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What Is Chrysotile Asbestos?

Legally Reviewed by Joseph P. Williams on June 27, 2024

Chrysotile asbestos (also known as white asbestos) is an extremely dangerous naturally occurring mineral and a known carcinogen, meaning it causes cancer. No amount of chrysotile asbestos is safe for human exposure.

The more you understand about asbestos and the risk of encountering asbestos in your day-to-day environment, the better you can protect yourself from dangerous exposure and serious related diseases, such as mesothelioma. Chrysotile asbestos is the most common variety of asbestos found in consumer products.

Types of Asbestos

Asbestos technically refers to a group of fibrous minerals, not just one. Scientists have grouped asbestos into six identified types and two asbestos families. The first family is the amphibole family, which has a sharp and straight fiber structure that is easily inhaled. The five types of asbestos that are in the amphibole family are:

  • Actinolite
  • Amosite
  • Anthophyllite
  • Crocidolite
  • Tremolite

Chrysotile asbestos, also known as white asbestos, is the only type of asbestos in the serpentine family. Serpentine asbestos consists of curly fibers and a layered structure. It is the most commonly used and most commercialized type of asbestos, making up an estimated 90 to 95 percent of all asbestos still found in the U.S. Before the use of asbestos was regulated, it became popular among manufacturers due to its versatility and heat-resistant properties. Products using chrysotile asbestos are still manufactured in some countries.

The Hazards of Chrysotile Asbestos

All six types of asbestos are dangerous carcinogens. Exposure to any type in any amount can result in illnesses and diseases such as asbestosis, mesothelioma, lung cancer and ovarian cancer. These ailments take years – often decades – to develop and show symptoms after the date of asbestos exposure.

Chrysotile asbestos is often viewed as the most dangerous type because of how often it was used in products and materials. This makes it more likely to present a hazard to the public. If you inhale, ingest or are otherwise exposed to chrysotile asbestos, the particles may become permanently lodged within your body.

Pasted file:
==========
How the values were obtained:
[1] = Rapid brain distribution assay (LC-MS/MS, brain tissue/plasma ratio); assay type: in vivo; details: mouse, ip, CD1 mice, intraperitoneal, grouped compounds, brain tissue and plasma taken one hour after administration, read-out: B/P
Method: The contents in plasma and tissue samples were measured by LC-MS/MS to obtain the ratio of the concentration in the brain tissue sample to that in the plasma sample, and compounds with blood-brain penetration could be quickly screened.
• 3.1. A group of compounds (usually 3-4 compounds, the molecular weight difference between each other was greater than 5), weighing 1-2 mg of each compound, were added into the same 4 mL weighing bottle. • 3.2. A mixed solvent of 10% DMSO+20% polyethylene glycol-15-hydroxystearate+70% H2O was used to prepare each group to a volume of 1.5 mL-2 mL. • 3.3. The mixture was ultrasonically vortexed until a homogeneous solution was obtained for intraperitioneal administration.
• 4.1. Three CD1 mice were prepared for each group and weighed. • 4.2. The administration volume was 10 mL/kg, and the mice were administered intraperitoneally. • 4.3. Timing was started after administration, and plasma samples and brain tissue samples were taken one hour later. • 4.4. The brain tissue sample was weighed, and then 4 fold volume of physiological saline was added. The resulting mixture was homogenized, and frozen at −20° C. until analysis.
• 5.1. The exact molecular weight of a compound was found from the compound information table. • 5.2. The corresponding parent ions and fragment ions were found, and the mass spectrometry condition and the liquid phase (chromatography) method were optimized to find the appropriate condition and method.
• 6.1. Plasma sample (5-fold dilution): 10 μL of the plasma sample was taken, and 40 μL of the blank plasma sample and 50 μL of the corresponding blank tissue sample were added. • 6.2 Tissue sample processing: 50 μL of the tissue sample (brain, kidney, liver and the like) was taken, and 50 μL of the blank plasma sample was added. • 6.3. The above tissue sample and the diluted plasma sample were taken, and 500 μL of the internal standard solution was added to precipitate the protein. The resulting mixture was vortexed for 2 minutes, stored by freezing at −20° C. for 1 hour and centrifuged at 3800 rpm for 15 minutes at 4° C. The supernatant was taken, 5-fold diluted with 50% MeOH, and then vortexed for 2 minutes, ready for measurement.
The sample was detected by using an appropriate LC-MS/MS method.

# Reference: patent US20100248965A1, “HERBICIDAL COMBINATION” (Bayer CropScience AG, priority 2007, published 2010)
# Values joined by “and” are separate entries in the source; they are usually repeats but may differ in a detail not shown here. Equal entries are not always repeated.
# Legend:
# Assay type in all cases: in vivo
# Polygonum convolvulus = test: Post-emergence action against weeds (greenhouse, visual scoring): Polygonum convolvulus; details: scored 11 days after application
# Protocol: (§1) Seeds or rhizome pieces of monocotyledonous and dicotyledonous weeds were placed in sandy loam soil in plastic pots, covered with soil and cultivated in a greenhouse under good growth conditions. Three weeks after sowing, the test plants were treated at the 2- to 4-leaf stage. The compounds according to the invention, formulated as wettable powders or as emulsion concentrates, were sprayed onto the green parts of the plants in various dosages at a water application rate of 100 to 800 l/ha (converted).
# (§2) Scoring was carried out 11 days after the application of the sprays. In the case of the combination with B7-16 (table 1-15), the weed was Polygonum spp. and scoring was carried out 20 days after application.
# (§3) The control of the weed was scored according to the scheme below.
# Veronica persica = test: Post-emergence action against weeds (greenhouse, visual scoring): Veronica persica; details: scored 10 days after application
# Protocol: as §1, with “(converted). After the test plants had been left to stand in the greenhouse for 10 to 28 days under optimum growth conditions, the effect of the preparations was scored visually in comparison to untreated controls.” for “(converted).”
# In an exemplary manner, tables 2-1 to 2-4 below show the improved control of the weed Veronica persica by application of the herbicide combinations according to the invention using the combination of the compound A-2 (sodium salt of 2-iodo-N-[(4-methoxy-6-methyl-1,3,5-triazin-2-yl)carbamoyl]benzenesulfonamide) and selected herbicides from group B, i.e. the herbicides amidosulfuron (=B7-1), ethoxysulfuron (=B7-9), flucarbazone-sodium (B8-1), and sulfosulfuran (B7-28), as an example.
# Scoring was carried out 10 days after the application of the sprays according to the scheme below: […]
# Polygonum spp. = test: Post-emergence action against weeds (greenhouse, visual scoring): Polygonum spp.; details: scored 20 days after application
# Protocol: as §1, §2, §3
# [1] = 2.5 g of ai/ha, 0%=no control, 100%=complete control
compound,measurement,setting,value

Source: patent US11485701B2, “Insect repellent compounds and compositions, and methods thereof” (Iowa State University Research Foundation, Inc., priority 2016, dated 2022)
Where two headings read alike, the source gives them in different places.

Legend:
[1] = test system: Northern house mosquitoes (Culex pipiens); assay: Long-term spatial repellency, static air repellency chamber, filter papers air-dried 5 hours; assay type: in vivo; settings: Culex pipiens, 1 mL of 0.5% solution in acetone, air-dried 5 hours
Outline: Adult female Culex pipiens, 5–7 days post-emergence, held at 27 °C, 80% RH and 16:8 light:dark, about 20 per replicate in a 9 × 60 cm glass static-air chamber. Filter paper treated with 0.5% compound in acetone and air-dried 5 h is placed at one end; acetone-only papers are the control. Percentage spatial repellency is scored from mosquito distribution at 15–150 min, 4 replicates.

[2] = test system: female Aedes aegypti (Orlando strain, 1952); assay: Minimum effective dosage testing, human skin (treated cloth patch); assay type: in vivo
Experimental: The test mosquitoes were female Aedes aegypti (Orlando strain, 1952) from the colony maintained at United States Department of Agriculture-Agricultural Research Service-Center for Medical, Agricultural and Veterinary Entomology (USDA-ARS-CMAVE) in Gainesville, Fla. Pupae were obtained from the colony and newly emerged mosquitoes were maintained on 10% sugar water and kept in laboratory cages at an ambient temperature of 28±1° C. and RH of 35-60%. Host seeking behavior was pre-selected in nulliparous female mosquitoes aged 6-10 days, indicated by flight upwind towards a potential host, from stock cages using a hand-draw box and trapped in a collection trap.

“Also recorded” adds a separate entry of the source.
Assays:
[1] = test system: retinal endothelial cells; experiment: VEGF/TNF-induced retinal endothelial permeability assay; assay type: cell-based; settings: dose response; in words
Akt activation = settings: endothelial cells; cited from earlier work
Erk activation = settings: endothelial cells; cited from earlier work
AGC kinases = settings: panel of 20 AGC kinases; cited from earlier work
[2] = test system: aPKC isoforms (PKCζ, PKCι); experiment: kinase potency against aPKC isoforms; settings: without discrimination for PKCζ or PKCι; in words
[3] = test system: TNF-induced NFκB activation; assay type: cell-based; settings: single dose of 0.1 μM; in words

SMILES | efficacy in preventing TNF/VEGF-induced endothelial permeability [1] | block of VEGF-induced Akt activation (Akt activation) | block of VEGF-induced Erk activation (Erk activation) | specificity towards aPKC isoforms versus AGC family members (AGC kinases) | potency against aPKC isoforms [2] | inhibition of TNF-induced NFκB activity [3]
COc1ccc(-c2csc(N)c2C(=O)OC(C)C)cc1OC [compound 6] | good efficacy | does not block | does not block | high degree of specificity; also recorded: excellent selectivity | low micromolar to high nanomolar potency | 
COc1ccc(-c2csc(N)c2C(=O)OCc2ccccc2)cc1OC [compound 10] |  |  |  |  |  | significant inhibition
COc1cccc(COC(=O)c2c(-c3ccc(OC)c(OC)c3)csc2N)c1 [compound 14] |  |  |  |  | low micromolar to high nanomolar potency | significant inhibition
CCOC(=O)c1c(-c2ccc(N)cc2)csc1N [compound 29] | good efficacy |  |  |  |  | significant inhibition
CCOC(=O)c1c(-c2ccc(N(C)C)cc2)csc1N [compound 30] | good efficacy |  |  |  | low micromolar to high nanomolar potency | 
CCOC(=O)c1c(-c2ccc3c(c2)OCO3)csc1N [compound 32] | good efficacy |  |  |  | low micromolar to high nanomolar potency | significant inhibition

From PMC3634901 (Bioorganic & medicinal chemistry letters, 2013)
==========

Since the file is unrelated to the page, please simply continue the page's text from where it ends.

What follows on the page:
If you breathe in asbestos dust, for example, the fibers could become stuck in the lining that surrounds your lungs (the pleura). Over time, these fibers can cause irritation and scar tissue that can become cancerous (pleural mesothelioma). Exposure to chrysotile asbestos can also cause many other serious and irreversible health problems.

Where Is Chrysotile Asbestos Found?

Unfortunately, even after the U.S. stopped manufacturing items with asbestos, many buildings and products still contain chrysotile and other types of asbestos. You may encounter chrysotile asbestos in the following places:

  • Buildings, especially older buildings
  • Insulation and fireproofing materials
  • Roofing materials
  • The automotive industry (brake lining and brake pads)
  • Gaskets and clutches
  • Vinyl tile
  • Asphalt and cement
  • Workplaces and office buildings
  • Schools
  • Consumer products
  • Plastics, rubber and textiles
  • Makeup and cosmetics
  • Talcum powder
  • Adhesives
  • The military

Some items right in your home may contain asbestos. If you believe your home or the products that you use could contain chrysotile or another type of asbestos, hire a professional for safe removal and asbestos disposal.

How to Keep Yourself Safe From Chrysotile Asbestos

Educating yourself on the dangers of asbestos and where you are most likely to encounter it in your life can help you avoid exposure. There are certain times and places where you may be more at risk of being exposed to asbestos, such as during the demolition or renovation of an older building, or if you work in the construction or automotive industry.

If you are in one of these situations, take steps to protect yourself from exposure. Wear a HEPA respirator, for example, to avoid breathing in tiny asbestos fibers. Use gloves and clothes that you are prepared to throw away so that you don’t bring asbestos home with you on your clothing. If you believe that you are in a position where you could be exposed to asbestos, contact a trained professional to safely handle the situation.

If exposure to chrysotile or any other type of asbestos results in a diagnosis of mesothelioma, contact an attorney for a free consultation about your legal options. You may have grounds to file a lawsuit for preventable asbestos exposure.

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